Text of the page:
Mormon studies, Egyptian language, Book of Mormon
In February 2012, while studying the Book of Mormon, I searched in the index of the Triple Combination to clarify the identity of an individual. I came across names starting with “Z” and noticed a pattern—Zenephi, Zenos, Zenock. They looked as though they were composed of scriptural names (Nephi, Enos, Enoch, and so forth) with different forms of a z- prefix that might mean “son of ” or “descendant of.” Later, I noticed the name Cezoram and wondered if it was part of the same pattern, with a variation of the same prefix. Over the years, I investigated the matter further, and I eventually came across the work of Stephen Ricks and John A. Tvedtnes. They suggested that Zeezrom (see Alma 10–12, 14–15, 31; and Hel. 5) incorporates the Hebrew zeh, which would render the meaning of Zeezrom as “he of ezrom.”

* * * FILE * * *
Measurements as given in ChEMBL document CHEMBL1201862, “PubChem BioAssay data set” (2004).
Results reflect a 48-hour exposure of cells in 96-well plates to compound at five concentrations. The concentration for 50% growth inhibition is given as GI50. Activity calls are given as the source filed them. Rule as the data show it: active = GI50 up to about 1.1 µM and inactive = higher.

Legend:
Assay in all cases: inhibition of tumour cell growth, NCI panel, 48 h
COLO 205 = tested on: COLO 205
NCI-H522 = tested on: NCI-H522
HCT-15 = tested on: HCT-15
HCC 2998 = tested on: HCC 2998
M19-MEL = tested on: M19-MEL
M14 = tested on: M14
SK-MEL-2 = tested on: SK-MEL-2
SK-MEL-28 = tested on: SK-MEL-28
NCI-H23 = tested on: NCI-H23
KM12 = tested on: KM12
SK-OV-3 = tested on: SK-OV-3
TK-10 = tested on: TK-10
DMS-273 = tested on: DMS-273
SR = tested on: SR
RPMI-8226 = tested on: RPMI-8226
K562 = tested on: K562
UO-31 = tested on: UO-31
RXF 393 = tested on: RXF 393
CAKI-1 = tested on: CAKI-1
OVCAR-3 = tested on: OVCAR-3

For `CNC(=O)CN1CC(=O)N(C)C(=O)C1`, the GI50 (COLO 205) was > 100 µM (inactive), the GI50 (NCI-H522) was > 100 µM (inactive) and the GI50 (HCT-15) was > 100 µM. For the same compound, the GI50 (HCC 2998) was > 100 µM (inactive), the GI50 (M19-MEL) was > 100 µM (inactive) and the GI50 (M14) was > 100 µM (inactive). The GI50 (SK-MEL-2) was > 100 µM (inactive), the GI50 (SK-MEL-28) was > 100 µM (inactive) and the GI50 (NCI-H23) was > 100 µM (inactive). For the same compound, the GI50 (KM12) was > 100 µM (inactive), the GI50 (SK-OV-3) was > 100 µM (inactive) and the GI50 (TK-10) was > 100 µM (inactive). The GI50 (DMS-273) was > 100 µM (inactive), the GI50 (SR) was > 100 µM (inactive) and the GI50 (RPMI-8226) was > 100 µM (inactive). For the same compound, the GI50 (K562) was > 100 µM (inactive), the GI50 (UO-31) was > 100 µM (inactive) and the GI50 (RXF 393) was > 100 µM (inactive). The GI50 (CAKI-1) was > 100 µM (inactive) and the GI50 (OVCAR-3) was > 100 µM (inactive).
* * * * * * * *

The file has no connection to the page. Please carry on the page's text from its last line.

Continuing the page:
"An Egyptian Linguistic Component in Book of Mormon Names,"
BYU Studies Quarterly: Vol. 57:
4, Article 7.
Available at: https://scholarsarchive.byu.edu/byusq/vol57/iss4/7